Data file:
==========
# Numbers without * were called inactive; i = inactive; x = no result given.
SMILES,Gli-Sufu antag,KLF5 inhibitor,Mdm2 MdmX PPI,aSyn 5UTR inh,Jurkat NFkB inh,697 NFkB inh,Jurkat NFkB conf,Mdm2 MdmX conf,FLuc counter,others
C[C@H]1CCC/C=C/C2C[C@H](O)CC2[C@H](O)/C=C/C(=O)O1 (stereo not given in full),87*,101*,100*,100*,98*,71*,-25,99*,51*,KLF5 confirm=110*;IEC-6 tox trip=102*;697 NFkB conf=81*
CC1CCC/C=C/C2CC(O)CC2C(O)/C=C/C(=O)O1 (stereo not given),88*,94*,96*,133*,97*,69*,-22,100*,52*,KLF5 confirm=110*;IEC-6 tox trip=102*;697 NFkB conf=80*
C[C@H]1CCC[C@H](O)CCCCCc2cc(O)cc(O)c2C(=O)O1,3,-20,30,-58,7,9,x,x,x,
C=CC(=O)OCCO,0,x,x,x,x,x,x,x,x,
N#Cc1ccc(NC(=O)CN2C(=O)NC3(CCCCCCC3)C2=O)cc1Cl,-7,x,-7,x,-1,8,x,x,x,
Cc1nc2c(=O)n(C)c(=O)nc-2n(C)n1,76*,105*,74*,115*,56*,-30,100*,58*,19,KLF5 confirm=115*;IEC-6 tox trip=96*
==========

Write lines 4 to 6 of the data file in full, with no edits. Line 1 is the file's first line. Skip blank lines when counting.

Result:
CC1CCC/C=C/C2CC(O)CC2C(O)/C=C/C(=O)O1 (stereo not given),88*,94*,96*,133*,97*,69*,-22,100*,52*,KLF5 confirm=110*;IEC-6 tox trip=102*;697 NFkB conf=80*
C[C@H]1CCC[C@H](O)CCCCCc2cc(O)cc(O)c2C(=O)O1,3,-20,30,-58,7,9,x,x,x,
C=CC(=O)OCCO,0,x,x,x,x,x,x,x,x,